Garlands of erudite swaras were offered by musicians who performed at a cultural fete in Kuzhur.
Leading musicians reigned over the cultural programmes held in connection with the annual Ekadashi festival at Kuzhur Subramanya Swami temple.
O.S. Thygarajan (OST) concentrated on singing rarely heard kritis, most of them on Lord Muruga, the main deity of the temple. ‘Swaminatha Paripalayam’ in Natta, sung after the initial ‘Sree Ganapathini’ in Sourashtram, was packed with swaras. ‘Sree Valli Devasenapathe’, was sung with vivacity after a scholarly alapana of Natabhairavi. It was clear that the singer had an aural sketch in his mind and the rendering was filled with swara passages.
Revagupthi dawned with a humming and slowly transformed to a rarely heard Dikshitar kriti ‘Saravanabhava Guruguha’, decorated with swara passages in Srothovaha and Gopucha yathis. ‘Varavendum Vadivelane’ in the rare raga Nagavalli, a derivative of Kharaharapriya, was presented with a brief alapana before the main Kalyani piece ‘Ethavunnara’. He experimented with sruthibhedam in Kalyani alapana thereby creating a tone of Sudhadhanyasi.
T.H. Subramanian on the violin backed the vocalist on all the phases and his solo sequences, especially that of Natabhairavi and Nagavalli, were brilliant. V.V. Ramanamoorthy on the mridangam presented a variegated style of rhythmic support and presented a wonderful tani along with Udupi Sreedhar on the ghatam.
Maestro Ananthapadmanabhan once again proved his absolute command and control over the veena with his skilful mining of sublime music from the instrument. His fingers elegantly sailed through the frets, tapping the strings and creating flawless music with ease.
An erudite alaapana of Gambheeravani led to an outstanding rendition of the Tyagaraja composition ‘Sadhamathim’. With a single plucking of the string, he traversed through the octaves, showcasing his technical brilliance. After a poignant ‘Etijanmamithiha’ (Varali), he opened Sudhadhanyasi. The very entry into the raga was unconventional, thereby painting unforeseen vistas of this pentatonic raga.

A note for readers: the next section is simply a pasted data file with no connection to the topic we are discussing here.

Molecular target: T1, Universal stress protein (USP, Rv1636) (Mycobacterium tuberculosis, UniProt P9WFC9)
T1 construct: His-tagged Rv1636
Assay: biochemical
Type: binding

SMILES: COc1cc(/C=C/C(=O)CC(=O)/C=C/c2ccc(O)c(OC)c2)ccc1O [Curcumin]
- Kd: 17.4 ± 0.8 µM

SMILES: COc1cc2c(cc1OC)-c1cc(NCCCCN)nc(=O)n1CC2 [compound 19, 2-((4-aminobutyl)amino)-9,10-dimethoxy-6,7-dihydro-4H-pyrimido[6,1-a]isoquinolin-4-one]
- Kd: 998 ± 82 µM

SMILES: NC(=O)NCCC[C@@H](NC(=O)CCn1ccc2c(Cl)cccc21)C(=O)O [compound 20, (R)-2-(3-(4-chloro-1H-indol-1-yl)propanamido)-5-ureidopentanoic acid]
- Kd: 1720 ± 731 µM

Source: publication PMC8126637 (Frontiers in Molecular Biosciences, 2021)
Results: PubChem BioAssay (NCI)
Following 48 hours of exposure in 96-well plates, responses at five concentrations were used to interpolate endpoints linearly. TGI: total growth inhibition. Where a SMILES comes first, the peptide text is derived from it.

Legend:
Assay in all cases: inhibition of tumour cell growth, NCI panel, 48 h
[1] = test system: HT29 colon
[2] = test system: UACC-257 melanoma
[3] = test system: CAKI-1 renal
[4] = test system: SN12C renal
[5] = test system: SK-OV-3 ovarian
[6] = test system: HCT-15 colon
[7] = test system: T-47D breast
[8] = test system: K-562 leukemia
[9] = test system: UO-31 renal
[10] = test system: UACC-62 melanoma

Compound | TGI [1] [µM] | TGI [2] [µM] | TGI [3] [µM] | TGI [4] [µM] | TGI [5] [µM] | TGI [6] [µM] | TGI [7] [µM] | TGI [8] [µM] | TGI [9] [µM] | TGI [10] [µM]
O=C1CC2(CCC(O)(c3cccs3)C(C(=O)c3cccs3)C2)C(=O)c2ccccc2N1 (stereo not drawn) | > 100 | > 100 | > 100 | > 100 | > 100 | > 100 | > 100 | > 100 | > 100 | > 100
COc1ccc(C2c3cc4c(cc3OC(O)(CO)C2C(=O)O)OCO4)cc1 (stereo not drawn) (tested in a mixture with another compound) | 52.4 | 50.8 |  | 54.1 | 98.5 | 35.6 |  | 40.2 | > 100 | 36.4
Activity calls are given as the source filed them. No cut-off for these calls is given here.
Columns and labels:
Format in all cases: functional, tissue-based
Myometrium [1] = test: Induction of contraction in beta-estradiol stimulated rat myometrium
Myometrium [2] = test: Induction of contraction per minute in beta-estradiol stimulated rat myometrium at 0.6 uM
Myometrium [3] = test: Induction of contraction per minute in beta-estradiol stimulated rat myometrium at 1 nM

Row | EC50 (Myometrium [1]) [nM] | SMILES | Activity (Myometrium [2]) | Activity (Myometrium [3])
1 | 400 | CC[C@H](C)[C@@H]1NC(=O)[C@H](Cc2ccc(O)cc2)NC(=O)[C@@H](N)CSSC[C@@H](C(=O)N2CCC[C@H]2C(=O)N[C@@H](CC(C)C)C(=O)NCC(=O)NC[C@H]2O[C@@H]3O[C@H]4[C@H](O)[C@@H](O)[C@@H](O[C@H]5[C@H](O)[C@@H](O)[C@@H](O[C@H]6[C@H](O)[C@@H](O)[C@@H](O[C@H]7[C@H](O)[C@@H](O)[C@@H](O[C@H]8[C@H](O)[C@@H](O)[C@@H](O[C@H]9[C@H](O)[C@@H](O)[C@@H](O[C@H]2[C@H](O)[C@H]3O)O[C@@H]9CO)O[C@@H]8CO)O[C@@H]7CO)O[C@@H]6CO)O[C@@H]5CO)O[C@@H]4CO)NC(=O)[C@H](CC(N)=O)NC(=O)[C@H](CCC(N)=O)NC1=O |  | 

‘Subramanyena Rakshithoham’ was the kriti selected for the presentation. Balakrishna Kammath on the mridangam accompanied the musician throughout the concert and and played softly, thus complementing the music. Thrikkara Y.N. Santharam on the ganjira played the role of upapakkam. A Meera bhajan in Pahadi comprised the final phase.
A detailed alaapana of Bhoopalam following the Nattakurinji varnam paved the way for an exposition of the monumental Dikshitar piece ‘Sadhachaleswaram’. She administered the ‘sadharana’ Gandharam evocatively during the swara rendering, thereby giving a clear picture of the raga.
‘Ninnada’ in Kannada was presented effortlessly, preceded by a short sketch of the raga and followed by swara passages. Mandaari, a derivative of Panthuvaraali sans ‘dha’, was convincingly presented with a brisk alaapana.
Next came a not-too-commonly heard kriti ‘Ennalu Thiruguthuno’ composed by Muthiah Bhagavathar. Her experimental thinking during the swaraprasthara, specially the usage of jandaprayoga, provided a rewarding experience to the audience. Kamboji was built on a strong edifice with rendering of organised phrases at a leisurely pace, thus providing a serene ambience. It was tagged on to ‘Sree Subramanyaya Namasthe’.
M.S.N.Moorthy on the violin was at his best and played with remarkable alacrity. The tonal quality with which he bowed was noteworthy. Nanjil Arul on the mridangam has the sense of beauty, timing and innate talent to harness his rhythmic abilities to complement a vocalist. He and Kottayam Murali, who played the morsing, presented a crisp taniavarthanam that was simple but elegant.
A resounding Ranjini followed by the Swati piece ‘Kalayedevadevam’ in the raga was enough to prove the maturity of this young artiste. ‘Kannadalli naapai’ in Devamanohari, ‘Anupama’ in Ataana were some other kritis rendered. Thodi was detailed before taking up the Papanasam Sivan kriti ‘Kunramkudi konda velavaa’. His brave and strong approach will be a support to him in the years to come.